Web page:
On July 1, 5,000 volunteers can sign up to test Oregon’s experiment in taxing car owners for miles driven and not gas pumped.
Gas taxes are just not as useful as they used to be in collecting money to pay for repair of roads and bridges. Cars and trucks are more fuel-efficient. Hybrids can get by with much less fuel. Electric cars never have to stop at the pump and pay gas taxes.
The switch to a mileage tax is something other states are looking at, too, but it looks like Oregon may get a head start.
As much sense as the switch makes, there are concerns about privacy. Is the state going to be tracking everywhere we drive? Who gets to see the data? Will the federal government really tell us if it is gathering all that state data?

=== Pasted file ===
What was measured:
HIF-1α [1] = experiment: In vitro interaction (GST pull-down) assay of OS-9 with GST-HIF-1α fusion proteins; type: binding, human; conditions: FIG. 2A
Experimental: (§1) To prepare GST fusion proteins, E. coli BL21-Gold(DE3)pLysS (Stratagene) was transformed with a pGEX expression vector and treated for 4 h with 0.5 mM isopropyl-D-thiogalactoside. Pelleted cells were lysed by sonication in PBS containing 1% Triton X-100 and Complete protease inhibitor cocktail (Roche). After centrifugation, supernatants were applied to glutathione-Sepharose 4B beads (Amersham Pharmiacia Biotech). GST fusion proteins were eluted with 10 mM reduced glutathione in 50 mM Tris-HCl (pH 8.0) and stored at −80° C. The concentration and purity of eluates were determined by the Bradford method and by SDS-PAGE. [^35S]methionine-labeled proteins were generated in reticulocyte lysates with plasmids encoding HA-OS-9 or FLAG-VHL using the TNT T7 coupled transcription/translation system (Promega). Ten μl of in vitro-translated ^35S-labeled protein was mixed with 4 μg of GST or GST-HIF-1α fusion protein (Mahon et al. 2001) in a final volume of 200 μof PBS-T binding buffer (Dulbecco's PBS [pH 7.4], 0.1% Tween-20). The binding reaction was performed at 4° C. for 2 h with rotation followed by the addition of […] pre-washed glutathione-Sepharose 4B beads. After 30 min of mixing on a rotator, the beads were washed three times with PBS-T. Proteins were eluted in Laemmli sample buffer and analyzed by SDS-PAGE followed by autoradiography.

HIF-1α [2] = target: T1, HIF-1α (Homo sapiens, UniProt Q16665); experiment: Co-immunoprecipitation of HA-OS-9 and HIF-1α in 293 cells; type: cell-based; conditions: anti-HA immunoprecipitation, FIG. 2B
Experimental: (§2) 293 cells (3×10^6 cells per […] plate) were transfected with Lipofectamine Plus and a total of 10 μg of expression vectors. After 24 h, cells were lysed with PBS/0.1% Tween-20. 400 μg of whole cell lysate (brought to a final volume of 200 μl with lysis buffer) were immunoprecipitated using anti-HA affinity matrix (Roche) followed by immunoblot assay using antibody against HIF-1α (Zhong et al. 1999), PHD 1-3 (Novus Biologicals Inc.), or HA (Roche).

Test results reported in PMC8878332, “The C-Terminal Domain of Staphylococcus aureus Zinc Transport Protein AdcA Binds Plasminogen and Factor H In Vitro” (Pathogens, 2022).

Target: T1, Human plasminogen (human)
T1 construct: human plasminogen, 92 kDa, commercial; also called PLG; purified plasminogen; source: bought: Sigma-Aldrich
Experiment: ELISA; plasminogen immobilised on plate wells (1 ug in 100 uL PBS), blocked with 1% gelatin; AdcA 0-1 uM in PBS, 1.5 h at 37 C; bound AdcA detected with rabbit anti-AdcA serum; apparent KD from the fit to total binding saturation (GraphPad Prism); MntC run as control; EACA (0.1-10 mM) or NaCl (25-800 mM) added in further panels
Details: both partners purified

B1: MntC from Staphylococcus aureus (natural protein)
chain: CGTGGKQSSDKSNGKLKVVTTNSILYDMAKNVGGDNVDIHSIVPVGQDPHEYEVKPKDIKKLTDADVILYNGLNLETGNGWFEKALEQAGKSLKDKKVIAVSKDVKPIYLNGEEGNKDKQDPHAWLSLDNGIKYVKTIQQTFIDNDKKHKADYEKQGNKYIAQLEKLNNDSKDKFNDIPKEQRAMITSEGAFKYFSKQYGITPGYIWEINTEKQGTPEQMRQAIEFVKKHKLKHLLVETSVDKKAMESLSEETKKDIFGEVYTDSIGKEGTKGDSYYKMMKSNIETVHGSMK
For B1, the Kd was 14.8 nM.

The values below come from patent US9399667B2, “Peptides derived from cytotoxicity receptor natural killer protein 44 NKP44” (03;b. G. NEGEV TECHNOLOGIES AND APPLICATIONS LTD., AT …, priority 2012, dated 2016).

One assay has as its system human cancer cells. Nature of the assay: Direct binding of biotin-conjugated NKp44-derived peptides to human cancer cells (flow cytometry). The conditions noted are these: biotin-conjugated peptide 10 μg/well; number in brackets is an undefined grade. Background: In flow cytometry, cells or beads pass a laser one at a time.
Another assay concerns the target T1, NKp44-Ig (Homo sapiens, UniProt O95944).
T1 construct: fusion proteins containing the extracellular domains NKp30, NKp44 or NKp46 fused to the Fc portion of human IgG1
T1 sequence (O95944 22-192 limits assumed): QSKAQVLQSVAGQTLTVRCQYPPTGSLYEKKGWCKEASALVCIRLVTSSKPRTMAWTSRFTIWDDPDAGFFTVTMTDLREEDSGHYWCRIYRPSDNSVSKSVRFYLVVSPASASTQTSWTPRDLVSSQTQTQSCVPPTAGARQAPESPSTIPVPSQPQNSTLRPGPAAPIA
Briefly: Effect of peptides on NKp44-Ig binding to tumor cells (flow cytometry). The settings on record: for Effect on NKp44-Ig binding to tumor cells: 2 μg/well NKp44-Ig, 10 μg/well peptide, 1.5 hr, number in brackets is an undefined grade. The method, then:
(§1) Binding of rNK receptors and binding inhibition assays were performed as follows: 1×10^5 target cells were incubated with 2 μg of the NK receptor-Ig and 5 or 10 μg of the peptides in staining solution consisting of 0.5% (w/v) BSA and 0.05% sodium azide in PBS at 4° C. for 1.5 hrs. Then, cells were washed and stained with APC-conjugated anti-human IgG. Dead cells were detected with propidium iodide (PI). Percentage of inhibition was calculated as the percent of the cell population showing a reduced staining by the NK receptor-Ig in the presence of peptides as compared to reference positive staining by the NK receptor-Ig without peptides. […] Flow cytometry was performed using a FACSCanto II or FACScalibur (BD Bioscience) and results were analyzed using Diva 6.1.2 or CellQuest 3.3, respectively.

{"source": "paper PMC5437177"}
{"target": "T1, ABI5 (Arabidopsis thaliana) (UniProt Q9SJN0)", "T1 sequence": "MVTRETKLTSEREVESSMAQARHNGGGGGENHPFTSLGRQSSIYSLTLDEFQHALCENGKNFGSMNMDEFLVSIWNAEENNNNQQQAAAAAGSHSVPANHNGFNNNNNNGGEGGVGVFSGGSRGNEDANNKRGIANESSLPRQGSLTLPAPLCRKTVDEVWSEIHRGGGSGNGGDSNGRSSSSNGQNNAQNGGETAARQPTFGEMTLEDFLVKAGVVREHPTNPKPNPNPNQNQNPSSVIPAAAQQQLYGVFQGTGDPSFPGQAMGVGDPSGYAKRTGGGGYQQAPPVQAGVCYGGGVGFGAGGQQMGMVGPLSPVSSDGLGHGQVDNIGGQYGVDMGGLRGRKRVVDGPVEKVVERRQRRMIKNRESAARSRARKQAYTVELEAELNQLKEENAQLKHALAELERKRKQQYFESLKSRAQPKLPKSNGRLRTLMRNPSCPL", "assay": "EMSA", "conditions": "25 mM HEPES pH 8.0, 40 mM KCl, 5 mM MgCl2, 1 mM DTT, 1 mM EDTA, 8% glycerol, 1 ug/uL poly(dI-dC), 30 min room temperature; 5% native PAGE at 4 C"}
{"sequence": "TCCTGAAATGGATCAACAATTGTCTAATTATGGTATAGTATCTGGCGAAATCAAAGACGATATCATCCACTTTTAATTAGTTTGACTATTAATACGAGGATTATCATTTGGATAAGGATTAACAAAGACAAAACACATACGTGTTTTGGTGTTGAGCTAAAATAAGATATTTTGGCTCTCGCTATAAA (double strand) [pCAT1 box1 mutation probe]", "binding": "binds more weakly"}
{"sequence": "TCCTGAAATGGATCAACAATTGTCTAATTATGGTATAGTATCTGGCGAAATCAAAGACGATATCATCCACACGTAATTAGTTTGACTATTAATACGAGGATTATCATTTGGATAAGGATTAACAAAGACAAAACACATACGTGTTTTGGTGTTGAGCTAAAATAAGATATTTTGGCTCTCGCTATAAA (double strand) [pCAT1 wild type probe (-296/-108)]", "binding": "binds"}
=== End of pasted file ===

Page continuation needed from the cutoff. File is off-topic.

But one recurring criticism has us baffled.
“This program targets hybrid and electric vehicles, so it’s discriminatory,” Patrick Connor, a Beaverton resident who has been driving an electric car since 2007, told The Associated Press.
It doesn’t target hybrid and electric vehicles as much as it does capture their wear and tear on the roads. They should have to pay, just as everyone else has to pay. Their tires do touch the road.
The AP said of the 3.3 million passenger cars registered in Oregon at the end of 2014 only a fraction were hybrids or electric. Some “68,000 were hybrid, 3,500 electric and 620 plug-in hybrid.”
Those numbers are only going to increase. It makes sense that the state’s tax to pay for roads puts an end this allowed tax evasion.